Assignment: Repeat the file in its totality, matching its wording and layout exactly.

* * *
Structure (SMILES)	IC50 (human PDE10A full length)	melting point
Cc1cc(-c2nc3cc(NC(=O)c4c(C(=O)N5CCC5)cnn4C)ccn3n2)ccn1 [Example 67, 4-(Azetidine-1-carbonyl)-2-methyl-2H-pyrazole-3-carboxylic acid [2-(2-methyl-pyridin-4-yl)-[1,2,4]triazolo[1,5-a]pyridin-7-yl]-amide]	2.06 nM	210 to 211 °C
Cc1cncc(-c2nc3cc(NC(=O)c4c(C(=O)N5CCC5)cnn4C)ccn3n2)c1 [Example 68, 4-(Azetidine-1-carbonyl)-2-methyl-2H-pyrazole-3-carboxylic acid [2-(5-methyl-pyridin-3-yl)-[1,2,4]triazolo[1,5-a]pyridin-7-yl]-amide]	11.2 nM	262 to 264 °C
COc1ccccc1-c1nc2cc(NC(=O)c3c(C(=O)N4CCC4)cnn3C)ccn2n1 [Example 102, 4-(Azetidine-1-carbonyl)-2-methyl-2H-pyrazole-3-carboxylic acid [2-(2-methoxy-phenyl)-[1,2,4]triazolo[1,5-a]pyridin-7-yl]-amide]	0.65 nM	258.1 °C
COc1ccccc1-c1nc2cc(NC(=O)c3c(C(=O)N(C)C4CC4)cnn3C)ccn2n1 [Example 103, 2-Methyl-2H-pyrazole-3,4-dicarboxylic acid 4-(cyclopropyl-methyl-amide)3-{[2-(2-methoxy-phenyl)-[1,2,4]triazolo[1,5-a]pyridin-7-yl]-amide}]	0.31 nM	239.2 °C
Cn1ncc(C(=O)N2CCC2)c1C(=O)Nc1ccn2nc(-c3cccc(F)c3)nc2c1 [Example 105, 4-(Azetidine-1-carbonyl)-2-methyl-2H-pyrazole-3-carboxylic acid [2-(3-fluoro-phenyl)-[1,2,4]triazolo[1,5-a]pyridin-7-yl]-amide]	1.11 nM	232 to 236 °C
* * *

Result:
Structure (SMILES)	IC50 (human PDE10A full length)	melting point
Cc1cc(-c2nc3cc(NC(=O)c4c(C(=O)N5CCC5)cnn4C)ccn3n2)ccn1 [Example 67, 4-(Azetidine-1-carbonyl)-2-methyl-2H-pyrazole-3-carboxylic acid [2-(2-methyl-pyridin-4-yl)-[1,2,4]triazolo[1,5-a]pyridin-7-yl]-amide]	2.06 nM	210 to 211 °C
Cc1cncc(-c2nc3cc(NC(=O)c4c(C(=O)N5CCC5)cnn4C)ccn3n2)c1 [Example 68, 4-(Azetidine-1-carbonyl)-2-methyl-2H-pyrazole-3-carboxylic acid [2-(5-methyl-pyridin-3-yl)-[1,2,4]triazolo[1,5-a]pyridin-7-yl]-amide]	11.2 nM	262 to 264 °C
COc1ccccc1-c1nc2cc(NC(=O)c3c(C(=O)N4CCC4)cnn3C)ccn2n1 [Example 102, 4-(Azetidine-1-carbonyl)-2-methyl-2H-pyrazole-3-carboxylic acid [2-(2-methoxy-phenyl)-[1,2,4]triazolo[1,5-a]pyridin-7-yl]-amide]	0.65 nM	258.1 °C
COc1ccccc1-c1nc2cc(NC(=O)c3c(C(=O)N(C)C4CC4)cnn3C)ccn2n1 [Example 103, 2-Methyl-2H-pyrazole-3,4-dicarboxylic acid 4-(cyclopropyl-methyl-amide)3-{[2-(2-methoxy-phenyl)-[1,2,4]triazolo[1,5-a]pyridin-7-yl]-amide}]	0.31 nM	239.2 °C
Cn1ncc(C(=O)N2CCC2)c1C(=O)Nc1ccn2nc(-c3cccc(F)c3)nc2c1 [Example 105, 4-(Azetidine-1-carbonyl)-2-methyl-2H-pyrazole-3-carboxylic acid [2-(3-fluoro-phenyl)-[1,2,4]triazolo[1,5-a]pyridin-7-yl]-amide]	1.11 nM	232 to 236 °C